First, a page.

to find out if CP symmetry is violated in
B meson decay
|If we look out in space as far as we can see, all evidence
says that the universe is made up of nuclear matter - protons, neutrons,
and electrons. In the laboratory it is possible to create antimatter
(e.g., antiprotons, antineutrons, positrons) which appears to be identical
to matter, except that in close contact with matter both can annihilate. This
leads to the question: why is our universe a "matter universe" rather than
an "antimatter universe," or a universe with equal amounts of each, or nothing?
We now know that fundamental properties of matter (and antimatter) determine
how the universe evolves, so there must be a property that somehow causes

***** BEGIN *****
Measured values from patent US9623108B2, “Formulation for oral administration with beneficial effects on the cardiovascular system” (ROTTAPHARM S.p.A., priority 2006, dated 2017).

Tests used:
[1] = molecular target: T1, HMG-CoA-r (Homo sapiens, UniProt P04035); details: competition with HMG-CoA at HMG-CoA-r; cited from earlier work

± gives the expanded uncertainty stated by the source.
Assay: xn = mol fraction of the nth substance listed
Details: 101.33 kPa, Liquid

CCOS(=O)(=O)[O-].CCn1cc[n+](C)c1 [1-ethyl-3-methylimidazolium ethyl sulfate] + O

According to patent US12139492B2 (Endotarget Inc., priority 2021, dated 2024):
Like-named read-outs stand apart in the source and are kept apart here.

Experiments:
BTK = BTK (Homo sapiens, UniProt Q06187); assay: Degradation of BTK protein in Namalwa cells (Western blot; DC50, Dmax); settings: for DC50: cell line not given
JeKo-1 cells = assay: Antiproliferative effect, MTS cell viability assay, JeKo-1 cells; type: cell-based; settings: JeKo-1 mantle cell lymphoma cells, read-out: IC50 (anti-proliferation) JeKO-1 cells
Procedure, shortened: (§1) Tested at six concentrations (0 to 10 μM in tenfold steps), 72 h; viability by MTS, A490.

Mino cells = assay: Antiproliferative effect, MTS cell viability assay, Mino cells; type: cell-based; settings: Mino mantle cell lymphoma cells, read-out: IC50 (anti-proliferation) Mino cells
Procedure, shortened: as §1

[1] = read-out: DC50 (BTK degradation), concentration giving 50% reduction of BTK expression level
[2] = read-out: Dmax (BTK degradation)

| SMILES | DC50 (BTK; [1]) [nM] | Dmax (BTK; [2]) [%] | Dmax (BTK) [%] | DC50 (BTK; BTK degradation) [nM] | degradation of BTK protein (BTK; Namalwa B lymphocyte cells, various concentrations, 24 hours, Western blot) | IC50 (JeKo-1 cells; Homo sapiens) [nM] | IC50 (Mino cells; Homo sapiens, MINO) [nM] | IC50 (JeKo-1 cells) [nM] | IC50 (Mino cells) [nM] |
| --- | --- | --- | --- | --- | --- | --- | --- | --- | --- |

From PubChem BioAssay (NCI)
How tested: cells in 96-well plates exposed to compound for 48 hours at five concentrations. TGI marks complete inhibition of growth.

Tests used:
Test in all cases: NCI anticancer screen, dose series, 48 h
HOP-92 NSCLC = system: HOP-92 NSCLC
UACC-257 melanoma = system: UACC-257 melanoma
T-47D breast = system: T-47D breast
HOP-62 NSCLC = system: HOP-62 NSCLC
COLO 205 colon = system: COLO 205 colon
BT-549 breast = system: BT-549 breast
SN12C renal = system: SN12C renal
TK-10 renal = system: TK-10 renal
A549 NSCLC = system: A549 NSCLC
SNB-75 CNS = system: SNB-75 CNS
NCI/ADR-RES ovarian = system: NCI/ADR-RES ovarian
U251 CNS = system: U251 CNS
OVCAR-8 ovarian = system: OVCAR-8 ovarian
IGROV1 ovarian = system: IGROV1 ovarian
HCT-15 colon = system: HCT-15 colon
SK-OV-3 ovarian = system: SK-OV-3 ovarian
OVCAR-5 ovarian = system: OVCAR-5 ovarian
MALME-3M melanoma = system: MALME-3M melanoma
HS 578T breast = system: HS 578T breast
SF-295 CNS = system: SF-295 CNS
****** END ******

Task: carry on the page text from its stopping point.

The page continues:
matter to be preserved over antimatter. In other words, matter and
antimatter do not behave exactly identically.
What is that mysterious property? At the very least, there must be something we call violation of CP symmetry, also called CP violation or CP asymmetry. Although it has been known since 1964 that CP violation occurs at a low level (two in a thousand) in the decays of particles known as K mesons, we still don't know what causes it. According to our current theoretical understanding, it should also occur in the decays of particles called B mesons, rarely but in many distinctive ways. Its measurement is expected to confirm or refute our interpretation of the particles and forces that we observe.
There is currently a worldwide effort to measure
the many manifestations of CP violation expected in decays of B mesons.
Making these measurements requires the production of large numbers of B mesons,
and the accelerator facilities designed to generate them have come to be known
as "B factories."
|Guide to this site|
|FAQ and Beginner's guided tour|
|Glossary of terms|